It’s not easy, of course. Whatever our particular situation, we all feel overwhelmed and anxious. We are in the grip of a severe crisis and I am not going to argue that we should seize this as an opportunity. A crisis is not an opportunity, certainly not in the usual neoliberal sense that that word has come to primarily mean. Instead, it is something more like the ‘portal’ or ‘rupture’ that Arundhati Roy describes in her recent article in the Financial Times. It is a point at which, whilst most of our time is taken up with the business of surviving and, if possible, helping others survive, we can also, as Roy puts it, ‘rethink the doomsday machine we have built for ourselves’ in terms of both economic orthodoxy and political representation. This is another reason why it seems natural to turn to growing food in a time of crisis – whose heart doesn’t leap at the thought of green shoots, literal or metaphorical and the fresh start of spring? In contrast to the invisible spread of a virus, growing plants – something we have been doing for millennia – feels rejuvenating, promising, hopeful.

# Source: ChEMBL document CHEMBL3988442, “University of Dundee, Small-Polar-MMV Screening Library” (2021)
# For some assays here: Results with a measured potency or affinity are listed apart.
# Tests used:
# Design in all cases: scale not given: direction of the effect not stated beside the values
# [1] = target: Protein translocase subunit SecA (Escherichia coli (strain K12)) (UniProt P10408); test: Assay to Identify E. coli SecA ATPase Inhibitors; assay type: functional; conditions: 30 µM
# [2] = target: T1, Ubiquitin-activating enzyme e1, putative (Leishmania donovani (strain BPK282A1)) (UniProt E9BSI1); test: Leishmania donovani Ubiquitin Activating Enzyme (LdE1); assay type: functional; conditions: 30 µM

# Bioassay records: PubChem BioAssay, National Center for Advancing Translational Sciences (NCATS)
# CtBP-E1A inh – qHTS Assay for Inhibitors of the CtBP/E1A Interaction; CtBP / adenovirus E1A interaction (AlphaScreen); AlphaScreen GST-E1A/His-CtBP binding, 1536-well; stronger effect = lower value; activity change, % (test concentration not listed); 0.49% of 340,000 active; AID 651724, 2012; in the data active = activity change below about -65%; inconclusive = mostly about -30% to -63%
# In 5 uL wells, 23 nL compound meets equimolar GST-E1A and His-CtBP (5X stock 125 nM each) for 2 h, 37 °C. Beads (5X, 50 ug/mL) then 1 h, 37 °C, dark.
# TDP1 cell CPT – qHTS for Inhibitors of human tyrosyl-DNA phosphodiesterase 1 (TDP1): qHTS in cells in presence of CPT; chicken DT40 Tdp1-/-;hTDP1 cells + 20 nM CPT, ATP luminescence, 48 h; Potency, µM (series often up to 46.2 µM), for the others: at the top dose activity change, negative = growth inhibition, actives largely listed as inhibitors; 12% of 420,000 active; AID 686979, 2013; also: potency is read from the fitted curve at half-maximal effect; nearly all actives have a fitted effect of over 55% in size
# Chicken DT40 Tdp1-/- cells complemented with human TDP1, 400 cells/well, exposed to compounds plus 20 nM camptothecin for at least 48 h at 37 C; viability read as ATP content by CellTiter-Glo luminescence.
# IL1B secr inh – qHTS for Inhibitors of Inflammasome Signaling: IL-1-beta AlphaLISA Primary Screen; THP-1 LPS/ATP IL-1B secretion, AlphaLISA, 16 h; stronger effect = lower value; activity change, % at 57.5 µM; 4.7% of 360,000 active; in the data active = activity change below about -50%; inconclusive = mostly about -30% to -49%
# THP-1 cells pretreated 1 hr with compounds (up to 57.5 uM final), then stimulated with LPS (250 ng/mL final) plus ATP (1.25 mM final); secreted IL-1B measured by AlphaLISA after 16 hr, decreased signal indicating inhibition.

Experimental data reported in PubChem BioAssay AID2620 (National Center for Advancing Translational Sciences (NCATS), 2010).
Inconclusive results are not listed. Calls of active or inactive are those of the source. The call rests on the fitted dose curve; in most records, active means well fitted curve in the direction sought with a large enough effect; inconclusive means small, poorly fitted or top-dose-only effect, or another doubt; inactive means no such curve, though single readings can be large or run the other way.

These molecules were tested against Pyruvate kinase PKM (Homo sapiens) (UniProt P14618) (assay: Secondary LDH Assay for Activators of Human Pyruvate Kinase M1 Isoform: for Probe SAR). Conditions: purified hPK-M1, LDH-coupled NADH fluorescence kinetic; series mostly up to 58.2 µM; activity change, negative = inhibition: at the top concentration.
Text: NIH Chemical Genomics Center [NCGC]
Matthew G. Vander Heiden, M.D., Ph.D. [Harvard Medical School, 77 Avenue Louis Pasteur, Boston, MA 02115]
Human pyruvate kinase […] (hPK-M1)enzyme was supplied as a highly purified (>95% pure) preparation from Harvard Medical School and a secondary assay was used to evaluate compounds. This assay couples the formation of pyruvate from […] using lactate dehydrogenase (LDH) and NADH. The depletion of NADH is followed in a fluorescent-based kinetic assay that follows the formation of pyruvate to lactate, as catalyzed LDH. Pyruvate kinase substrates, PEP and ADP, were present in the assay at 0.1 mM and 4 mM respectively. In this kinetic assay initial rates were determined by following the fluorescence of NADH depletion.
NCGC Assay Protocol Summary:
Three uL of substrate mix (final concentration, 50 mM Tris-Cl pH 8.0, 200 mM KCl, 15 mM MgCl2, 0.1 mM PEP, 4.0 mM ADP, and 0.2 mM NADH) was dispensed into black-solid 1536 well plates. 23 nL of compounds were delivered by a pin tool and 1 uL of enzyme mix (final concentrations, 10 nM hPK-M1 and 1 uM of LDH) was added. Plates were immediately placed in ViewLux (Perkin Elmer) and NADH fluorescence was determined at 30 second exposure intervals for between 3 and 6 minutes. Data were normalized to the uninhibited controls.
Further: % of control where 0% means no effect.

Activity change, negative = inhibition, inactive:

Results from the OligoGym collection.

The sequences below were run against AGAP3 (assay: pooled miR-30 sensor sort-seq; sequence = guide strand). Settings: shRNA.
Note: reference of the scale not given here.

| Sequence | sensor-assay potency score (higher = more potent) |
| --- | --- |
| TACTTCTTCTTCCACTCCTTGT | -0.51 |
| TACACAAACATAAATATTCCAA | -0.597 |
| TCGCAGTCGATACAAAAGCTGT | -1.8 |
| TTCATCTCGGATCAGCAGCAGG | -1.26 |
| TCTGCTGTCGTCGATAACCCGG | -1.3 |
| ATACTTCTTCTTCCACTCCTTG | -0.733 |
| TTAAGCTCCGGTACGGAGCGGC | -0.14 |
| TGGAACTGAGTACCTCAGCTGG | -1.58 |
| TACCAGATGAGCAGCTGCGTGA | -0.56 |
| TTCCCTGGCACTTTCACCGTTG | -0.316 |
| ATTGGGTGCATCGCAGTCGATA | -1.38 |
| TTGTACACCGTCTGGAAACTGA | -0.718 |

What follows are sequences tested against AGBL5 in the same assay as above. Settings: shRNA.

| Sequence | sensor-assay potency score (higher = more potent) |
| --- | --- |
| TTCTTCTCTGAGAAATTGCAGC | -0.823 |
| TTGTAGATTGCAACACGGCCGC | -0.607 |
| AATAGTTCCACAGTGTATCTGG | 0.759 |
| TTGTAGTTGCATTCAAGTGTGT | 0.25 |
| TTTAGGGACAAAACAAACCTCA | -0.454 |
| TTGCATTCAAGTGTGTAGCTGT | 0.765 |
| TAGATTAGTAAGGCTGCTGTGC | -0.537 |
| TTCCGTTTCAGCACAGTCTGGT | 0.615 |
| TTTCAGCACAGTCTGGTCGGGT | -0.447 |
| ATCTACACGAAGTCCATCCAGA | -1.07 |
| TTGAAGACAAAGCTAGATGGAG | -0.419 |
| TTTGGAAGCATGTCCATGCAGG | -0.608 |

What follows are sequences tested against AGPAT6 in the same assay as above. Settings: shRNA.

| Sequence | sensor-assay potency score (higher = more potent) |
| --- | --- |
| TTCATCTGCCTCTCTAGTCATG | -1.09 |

ABOUT THE AUTHOR

Katharine is a senior Research Associate in the department of Sociology and the Deputy Director of the Reproductive Sociology Research Group (ReproSoc) at the University of Cambridge.

REFERENCES

Barber, Dan. ‘Save our Food. Free the Seed’, New York Times, 7th June 2020.

Higgins, Adrian. ‘An onslaught of orders engulfs seed companies amid coronavirus fears’, Washington Post, 30th March 2020

Lewis-Jones, Kay. 2019. ‘“The First Step Is to Bring It Into Our Hands”: Wild Seed Conservation, the Stewardship of Species Survival, and Gardening the Anthropocene at the Millennium Seed Bank Partnership’, Culture, Agriculture, Food and Environment Vol. 41, Issue 2 pp. 107–116, DOI: 10.1111/cuag.12238.

Roy, Arundhati. ‘The Pandemic is a Portal’, Financial Times, 3rd April 2020.

Shiva, Vandana. ‘Ecological Reflections on the Corona Virus’, Jivad – The Vandana Shiva Blog, 18th March 2020.